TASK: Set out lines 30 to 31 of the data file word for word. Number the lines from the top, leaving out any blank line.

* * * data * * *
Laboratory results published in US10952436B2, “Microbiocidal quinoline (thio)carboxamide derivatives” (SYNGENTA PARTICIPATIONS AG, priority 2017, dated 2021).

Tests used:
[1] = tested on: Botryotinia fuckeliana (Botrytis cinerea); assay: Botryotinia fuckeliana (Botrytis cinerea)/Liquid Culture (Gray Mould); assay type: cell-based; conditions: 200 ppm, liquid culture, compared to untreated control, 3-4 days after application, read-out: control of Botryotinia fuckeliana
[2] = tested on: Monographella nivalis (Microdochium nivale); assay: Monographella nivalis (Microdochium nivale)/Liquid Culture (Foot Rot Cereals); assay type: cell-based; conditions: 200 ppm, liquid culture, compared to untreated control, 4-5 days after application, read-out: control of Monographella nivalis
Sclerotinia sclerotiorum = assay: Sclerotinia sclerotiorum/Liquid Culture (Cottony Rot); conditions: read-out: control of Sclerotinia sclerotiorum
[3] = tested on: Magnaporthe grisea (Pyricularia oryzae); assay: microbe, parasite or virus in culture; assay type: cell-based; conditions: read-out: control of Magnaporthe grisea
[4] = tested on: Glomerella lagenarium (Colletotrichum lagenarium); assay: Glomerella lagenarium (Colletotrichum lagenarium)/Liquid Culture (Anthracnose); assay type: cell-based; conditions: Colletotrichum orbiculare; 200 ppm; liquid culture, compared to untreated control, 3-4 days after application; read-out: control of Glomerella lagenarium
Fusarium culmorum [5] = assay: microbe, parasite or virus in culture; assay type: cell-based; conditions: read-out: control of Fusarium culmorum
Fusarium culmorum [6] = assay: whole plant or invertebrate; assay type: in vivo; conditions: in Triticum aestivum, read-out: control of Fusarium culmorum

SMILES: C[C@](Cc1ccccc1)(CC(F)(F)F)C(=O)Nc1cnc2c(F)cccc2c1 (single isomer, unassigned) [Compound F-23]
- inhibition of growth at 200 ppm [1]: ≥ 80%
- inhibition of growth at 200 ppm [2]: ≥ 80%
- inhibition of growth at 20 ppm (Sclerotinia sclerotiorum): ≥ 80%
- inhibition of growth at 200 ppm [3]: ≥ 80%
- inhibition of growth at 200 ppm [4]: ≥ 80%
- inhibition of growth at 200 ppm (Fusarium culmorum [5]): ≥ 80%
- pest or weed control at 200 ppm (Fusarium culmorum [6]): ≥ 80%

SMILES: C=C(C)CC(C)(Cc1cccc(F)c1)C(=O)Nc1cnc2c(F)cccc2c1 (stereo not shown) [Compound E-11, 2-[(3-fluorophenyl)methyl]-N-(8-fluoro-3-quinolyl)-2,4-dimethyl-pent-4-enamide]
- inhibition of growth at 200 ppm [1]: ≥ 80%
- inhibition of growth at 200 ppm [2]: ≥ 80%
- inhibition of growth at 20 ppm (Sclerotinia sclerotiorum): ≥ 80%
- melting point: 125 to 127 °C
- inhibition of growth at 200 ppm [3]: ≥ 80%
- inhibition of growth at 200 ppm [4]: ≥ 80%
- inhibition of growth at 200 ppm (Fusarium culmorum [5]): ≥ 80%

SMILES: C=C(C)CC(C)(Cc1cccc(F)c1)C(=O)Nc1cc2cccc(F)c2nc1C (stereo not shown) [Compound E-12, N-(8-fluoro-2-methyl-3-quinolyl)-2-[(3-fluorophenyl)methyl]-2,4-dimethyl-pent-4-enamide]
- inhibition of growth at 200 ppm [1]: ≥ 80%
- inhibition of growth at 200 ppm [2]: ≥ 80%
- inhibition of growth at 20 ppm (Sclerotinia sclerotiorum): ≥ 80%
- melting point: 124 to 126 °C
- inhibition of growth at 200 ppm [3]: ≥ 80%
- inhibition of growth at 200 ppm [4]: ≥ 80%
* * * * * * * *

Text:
- melting point: 124 to 126 °C
- inhibition of growth at 200 ppm [3]: ≥ 80%